Conservative Leader Andrew Scheer laid out the key questions his team will put to Justin Trudeau today when the prime minister appears before the Commons finance committee probing the WE Charity controversy.
Trudeau is set to answer questions before the committee starting at 3 p.m. ET. The panel is digging into why the government picked WE Charity to run a student volunteer program worth more than $900 million, and why the PM did not recuse himself from related cabinet talks given that his family members had been paid by the organization.
Trudeau is scheduled to testify for one hour. Opposition MPs have pushed to have him remain in the hot seat for three hours.
Watch: Andrew Scheer describes line of questioning for Trudeau’s appearance
Scheer said one hour is “non-sufficient” given the scope of the matter. He said he hopes the prime minister will deliver clear, straightforward answers but predicted Trudeau will try to run out the clock with rehearsed replies.
He said Liberal backbenchers should get the answers Canadians deserve on the WE Charity controversy instead of protecting their boss.
“Liberals on that committee, whether it’s the members or the chair of the committee, will they use their opportunities today to protect the prime minister, or will they allow Canadians to get the answers that they deserve?” he asked.
Scheer listed some of the questions the Conservatives will ask the PM:
- Why was the announcement on the student volunteer program made for more than $900 million, when the amount in the contribution agreement with WE was pegged at just more than $500 million?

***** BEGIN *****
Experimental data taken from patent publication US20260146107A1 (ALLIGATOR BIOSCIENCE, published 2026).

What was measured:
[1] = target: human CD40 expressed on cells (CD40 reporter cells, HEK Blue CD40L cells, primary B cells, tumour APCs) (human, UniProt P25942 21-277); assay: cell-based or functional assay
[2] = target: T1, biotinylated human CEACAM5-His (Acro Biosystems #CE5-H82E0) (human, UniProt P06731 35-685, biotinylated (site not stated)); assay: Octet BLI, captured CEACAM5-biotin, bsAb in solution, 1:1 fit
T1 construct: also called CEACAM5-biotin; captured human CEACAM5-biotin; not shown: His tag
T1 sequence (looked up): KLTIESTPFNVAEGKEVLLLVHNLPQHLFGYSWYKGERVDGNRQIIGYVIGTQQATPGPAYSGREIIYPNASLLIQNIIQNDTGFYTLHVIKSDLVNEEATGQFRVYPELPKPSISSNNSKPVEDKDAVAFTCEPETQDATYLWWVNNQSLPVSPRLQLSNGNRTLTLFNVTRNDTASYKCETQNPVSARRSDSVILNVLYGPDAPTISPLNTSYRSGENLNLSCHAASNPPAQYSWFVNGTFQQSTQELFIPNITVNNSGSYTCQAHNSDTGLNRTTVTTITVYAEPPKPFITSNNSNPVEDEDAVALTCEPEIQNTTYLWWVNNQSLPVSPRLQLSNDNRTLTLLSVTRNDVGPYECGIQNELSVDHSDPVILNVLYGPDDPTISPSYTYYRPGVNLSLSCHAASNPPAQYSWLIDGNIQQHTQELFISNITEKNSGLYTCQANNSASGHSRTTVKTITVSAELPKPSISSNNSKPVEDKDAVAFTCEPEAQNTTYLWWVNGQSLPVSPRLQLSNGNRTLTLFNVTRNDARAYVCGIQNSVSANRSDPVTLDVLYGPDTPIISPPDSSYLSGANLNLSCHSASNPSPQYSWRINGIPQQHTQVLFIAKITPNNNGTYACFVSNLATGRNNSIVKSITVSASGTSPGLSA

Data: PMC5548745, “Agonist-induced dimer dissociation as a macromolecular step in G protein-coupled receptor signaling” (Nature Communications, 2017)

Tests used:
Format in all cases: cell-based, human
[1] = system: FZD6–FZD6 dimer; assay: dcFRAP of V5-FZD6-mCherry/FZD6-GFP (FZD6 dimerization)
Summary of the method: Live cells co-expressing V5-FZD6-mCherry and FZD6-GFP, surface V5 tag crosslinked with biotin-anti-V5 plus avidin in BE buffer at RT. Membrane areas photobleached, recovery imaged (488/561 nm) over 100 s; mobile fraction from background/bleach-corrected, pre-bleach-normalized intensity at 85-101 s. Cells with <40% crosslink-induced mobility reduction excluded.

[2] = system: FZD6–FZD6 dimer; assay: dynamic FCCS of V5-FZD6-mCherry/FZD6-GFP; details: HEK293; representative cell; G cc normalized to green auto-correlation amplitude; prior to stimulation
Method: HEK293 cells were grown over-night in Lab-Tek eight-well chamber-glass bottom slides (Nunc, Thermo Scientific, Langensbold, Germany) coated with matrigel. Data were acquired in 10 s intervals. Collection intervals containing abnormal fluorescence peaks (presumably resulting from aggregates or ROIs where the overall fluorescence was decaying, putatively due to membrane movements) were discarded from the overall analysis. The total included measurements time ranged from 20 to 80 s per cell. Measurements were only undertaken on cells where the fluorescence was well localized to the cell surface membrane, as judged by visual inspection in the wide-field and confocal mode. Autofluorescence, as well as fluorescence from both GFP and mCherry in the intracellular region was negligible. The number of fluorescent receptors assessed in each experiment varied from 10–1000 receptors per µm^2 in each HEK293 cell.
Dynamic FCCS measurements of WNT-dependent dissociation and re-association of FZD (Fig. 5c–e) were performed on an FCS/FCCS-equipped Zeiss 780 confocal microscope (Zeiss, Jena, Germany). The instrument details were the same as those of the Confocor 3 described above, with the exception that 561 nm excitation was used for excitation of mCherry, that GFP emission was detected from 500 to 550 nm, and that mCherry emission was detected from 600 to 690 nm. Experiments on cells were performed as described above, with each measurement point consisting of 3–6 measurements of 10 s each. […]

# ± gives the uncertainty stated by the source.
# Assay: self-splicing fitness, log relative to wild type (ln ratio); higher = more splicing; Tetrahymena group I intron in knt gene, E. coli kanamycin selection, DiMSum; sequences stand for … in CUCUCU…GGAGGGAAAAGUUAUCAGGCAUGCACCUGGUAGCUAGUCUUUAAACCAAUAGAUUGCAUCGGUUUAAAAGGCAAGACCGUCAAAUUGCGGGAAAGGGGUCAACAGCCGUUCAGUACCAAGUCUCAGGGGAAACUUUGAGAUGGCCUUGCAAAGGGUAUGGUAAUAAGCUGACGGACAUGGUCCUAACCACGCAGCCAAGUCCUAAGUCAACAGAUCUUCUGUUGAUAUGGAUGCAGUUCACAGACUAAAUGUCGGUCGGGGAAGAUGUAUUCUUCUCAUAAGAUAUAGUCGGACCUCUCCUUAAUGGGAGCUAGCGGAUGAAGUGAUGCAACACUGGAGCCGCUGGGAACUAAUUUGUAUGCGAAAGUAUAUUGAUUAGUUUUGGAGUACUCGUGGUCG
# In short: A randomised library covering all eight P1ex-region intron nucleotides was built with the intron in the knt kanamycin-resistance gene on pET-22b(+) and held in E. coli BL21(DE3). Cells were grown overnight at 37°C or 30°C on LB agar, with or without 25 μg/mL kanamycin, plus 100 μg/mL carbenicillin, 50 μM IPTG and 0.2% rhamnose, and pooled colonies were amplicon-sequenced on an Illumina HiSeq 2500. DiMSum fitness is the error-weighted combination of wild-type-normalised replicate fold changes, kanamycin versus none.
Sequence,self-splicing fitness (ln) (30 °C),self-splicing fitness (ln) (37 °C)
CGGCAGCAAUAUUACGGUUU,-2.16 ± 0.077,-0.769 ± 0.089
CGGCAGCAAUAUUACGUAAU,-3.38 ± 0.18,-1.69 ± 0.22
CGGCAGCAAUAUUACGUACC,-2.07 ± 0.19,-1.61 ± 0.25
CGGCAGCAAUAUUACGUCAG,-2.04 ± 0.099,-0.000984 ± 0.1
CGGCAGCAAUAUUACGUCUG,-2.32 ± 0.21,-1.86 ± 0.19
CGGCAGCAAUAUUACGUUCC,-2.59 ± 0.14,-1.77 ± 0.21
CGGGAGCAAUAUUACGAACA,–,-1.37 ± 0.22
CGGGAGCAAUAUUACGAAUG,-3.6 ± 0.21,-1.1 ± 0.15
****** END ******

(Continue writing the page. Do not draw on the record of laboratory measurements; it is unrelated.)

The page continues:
- Who arrived at the conclusion that WE was the only group that could deliver the program, and who decided not to seek proposals from other organizations?
- What evaluations were done of WE Charity? What did the prime minister know about the organization, and were red flags raised?
WE Charity has been under public scrutiny since the controversy erupted, with news headlines about board member resignations, allegations of staff mistreatment and mass layoffs due to the financial squeeze caused by the pandemic.
“If he knew about some of these things and he allowed it to proceed, then he will be admitting that he played a role in this corruption. And if he didn’t know, that means that nobody did due diligence on a $900 million program,” Scheer said.
New Brunswick Liberal MP Wayne Long, who has broken party ranks in past, issued a public letter Wednesday saying he is “deeply disappointed” by the government’s decision-making process and its failure to recognize a potential conflict of interest.
He said that failure has undermined the good work the government has done to help Canadians through the pandemic and urged ministers to be “fully transparent” regarding the decision-making process.
“To me, it is clear that changes must be made within both the Prime Minister’s Office and throughout our government in order to ensure that we prevent such a systemic failure from occurring again,” he said.
Trudeau’s chief of staff Katie Telford is also set to testify at the finance committee this afternoon. She was slated initially to appear for one hour, but the itinerary was amended this afternoon to extend her time before the committee to two hours.